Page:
Heart Disease Expert Forum
Low Risk with Angina discomfort
About This Forum:

This forum is for questions and support regarding heart issues such as: Angina, Angioplasty, Arrhythmia, Bypass Surgery, Cardiomyopathy, Coronary Artery Disease, Defibrillator, Heart Attack, Heart Disease, High Blood Pressure, Mitral Valve Prolapse, Pacemaker, PAD, Stenosis, Stress Tests.

Font Size:
A
A
A
Background:
Blank
Blank
Blank
This expert forum is not accepting new questions. Please post your question in one of our medical support communities.
Blank Blank

Low Risk with Angina discomfort

28 yo male, run about 5k and 1 to 2 gym sessions a week. My diet is fairly average – 1 take out a week, about 2 cups of coffee a day, 1 or 2 beers a week. I am very in shape but have a stressful job and dont sleep great - I push myself even if fatigued which has taken a toll over the past few years. I suffered a pneumothorax last year, recovered well, now have a retinopathy in my right eye.

3 weeks ago I was away for a weekend and had 3 nights of 4-5 hours sleep. Wasnt drinking heavily and was in work afterwards carrying on with a week as normal and training despite fatigue.

After a gym session I noticed discomfort - a pain, left of center, like sandpaper against my heart as if it were rubbing against a rib. I put it down to muscle recovery and ignored it. The week progressed, the sharpness faded but I developed a feeling of pressure across the whole chest, from upper abdomen (making me feel nauseous) to my neck: as if my chest might burst outwards through my breast plate. Its not constant, I associate it with afternoon and evenings when I get tired. Along with it, I get a neck and head ache and a weird sensation of feeling my heart beat in my left ear. The restrictive pressure becomes worse when in bed and sometimes causes arrythmia if Im lying on my side so I sleep on my back. In the mornings the pressure feeling is better but I have an aching weakness in my left shoulder, sometimes running from my tricep to my neck and in the evening the pressure feeling returns.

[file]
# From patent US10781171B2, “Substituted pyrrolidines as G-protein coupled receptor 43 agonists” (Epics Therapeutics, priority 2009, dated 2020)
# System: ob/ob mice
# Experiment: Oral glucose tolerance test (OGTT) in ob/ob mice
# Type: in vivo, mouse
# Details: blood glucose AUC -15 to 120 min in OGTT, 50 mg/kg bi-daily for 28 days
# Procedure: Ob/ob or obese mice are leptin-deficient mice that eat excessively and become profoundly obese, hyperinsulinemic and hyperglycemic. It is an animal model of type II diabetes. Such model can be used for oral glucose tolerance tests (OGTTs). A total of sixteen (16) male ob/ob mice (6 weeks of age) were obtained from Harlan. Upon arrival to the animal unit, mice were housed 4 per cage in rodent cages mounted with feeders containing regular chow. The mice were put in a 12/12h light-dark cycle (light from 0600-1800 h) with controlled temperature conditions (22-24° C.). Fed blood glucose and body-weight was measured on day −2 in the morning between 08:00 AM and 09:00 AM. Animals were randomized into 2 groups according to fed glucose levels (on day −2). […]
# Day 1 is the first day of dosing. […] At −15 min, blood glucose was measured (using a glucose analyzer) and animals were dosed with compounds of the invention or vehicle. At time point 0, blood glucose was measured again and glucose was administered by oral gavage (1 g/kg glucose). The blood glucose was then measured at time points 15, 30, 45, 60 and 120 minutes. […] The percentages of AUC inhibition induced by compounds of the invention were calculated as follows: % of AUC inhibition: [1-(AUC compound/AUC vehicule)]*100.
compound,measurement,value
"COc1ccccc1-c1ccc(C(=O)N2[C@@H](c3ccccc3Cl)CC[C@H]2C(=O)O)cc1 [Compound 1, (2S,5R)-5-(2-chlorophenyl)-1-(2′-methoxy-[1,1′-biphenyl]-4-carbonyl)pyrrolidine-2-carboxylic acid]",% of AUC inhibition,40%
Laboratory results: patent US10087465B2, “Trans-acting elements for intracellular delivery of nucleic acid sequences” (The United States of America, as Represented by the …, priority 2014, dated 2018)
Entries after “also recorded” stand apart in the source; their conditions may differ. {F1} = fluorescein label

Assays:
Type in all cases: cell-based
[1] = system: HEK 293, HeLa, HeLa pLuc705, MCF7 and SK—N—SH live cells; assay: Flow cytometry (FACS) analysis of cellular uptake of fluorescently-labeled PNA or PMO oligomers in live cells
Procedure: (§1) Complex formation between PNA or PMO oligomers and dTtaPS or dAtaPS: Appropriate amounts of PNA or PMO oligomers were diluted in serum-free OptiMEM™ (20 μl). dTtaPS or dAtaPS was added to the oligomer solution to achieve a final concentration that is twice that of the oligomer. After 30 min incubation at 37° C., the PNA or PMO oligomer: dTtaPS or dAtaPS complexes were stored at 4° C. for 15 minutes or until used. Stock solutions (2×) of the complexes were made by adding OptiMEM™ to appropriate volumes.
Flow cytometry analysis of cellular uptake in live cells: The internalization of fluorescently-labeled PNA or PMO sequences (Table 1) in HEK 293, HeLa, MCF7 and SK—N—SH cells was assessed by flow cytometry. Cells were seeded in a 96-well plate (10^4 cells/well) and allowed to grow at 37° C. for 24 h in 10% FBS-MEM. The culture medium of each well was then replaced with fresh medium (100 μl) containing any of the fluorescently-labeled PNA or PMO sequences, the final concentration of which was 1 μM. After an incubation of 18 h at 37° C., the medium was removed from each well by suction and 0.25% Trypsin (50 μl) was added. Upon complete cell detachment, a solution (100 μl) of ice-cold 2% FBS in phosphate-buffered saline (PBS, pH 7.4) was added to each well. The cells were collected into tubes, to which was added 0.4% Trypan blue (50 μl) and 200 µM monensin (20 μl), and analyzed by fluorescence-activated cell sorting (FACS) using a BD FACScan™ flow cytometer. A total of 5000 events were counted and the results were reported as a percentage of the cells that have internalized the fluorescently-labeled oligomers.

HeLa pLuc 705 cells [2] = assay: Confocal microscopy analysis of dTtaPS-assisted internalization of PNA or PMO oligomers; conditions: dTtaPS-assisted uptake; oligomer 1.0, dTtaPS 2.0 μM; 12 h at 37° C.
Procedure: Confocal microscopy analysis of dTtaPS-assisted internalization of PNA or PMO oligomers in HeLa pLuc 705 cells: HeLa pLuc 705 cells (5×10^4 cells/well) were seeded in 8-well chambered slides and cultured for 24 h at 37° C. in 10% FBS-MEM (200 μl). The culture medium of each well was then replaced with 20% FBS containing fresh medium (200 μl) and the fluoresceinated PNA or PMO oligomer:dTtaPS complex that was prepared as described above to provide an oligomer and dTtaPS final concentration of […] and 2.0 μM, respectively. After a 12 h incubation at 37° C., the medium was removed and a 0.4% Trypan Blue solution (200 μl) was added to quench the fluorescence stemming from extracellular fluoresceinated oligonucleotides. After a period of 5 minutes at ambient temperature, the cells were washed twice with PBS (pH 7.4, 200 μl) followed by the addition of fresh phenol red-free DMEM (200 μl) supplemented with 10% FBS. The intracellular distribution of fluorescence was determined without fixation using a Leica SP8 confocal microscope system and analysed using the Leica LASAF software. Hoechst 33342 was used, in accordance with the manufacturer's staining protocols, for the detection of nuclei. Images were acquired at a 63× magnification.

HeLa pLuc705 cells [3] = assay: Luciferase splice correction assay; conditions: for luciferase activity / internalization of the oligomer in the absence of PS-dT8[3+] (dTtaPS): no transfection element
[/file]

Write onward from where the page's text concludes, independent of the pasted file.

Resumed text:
I visited a physician. Tested bp (140/80), blood and resting ECG (slow rhythm 50bpm, blood test showed no pulmonary embolism and NTproBNP was 6pmol/l and triponin T was 6 pg/l): normal.

I was sent to a cardio for a stress ECG. The night before the ECG I felt really bad but by the morning I was ok. The result was normal. Cardio was dismissive said likely a nerve.

What is going on?! Is it possible that angina can be caused by fatigue alone without atherosclerosis?

Thanks,

a frustrated AktivGuy
Avatar_dr_m_tn
Angina refers to chest pain or chest discomfort that arises as a result of obstruction in coronary arteries due to deposition of cholesterol (atherosclerosis).
That being said, chest pain can be caused due to multiple reasons including heart ailments, lung ailments, food pipe ailments as well as disorders of chest wall. Often times, it is very hard to distinguish reliably as to what is responsible for your symptoms.